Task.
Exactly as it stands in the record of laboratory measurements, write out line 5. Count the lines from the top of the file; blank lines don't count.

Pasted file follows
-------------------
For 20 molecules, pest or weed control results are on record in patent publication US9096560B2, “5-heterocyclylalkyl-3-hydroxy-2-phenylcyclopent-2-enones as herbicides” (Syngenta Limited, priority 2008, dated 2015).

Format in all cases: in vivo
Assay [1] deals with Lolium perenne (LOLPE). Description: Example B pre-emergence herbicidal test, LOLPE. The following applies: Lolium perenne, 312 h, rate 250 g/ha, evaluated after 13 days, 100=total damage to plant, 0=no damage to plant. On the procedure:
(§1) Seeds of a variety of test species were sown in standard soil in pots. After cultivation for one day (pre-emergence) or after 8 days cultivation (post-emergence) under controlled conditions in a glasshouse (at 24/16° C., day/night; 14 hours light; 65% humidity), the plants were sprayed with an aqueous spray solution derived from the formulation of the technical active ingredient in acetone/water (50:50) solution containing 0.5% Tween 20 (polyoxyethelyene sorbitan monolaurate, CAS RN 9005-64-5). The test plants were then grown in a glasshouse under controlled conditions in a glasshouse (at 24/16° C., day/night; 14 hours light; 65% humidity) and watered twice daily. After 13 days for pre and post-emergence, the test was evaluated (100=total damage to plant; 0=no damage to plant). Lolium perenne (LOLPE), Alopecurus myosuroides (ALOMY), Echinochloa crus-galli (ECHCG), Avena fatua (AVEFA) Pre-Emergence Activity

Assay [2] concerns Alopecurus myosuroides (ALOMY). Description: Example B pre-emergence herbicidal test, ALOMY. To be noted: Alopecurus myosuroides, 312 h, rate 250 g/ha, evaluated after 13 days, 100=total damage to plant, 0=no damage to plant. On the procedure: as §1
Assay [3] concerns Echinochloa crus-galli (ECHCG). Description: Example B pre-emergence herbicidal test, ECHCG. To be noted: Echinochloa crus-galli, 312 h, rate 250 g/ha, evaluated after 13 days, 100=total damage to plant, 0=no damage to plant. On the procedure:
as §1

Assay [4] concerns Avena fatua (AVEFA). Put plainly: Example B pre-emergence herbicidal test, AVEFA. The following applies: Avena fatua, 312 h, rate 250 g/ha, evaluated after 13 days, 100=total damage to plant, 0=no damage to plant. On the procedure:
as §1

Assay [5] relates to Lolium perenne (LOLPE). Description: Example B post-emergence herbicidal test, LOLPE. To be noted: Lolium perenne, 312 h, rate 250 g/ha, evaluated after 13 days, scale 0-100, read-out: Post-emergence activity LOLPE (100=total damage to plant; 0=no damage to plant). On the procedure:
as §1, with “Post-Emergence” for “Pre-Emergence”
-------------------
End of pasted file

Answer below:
Assay [2] concerns Alopecurus myosuroides (ALOMY). Description: Example B pre-emergence herbicidal test, ALOMY. To be noted: Alopecurus myosuroides, 312 h, rate 250 g/ha, evaluated after 13 days, 100=total damage to plant, 0=no damage to plant. On the procedure: as §1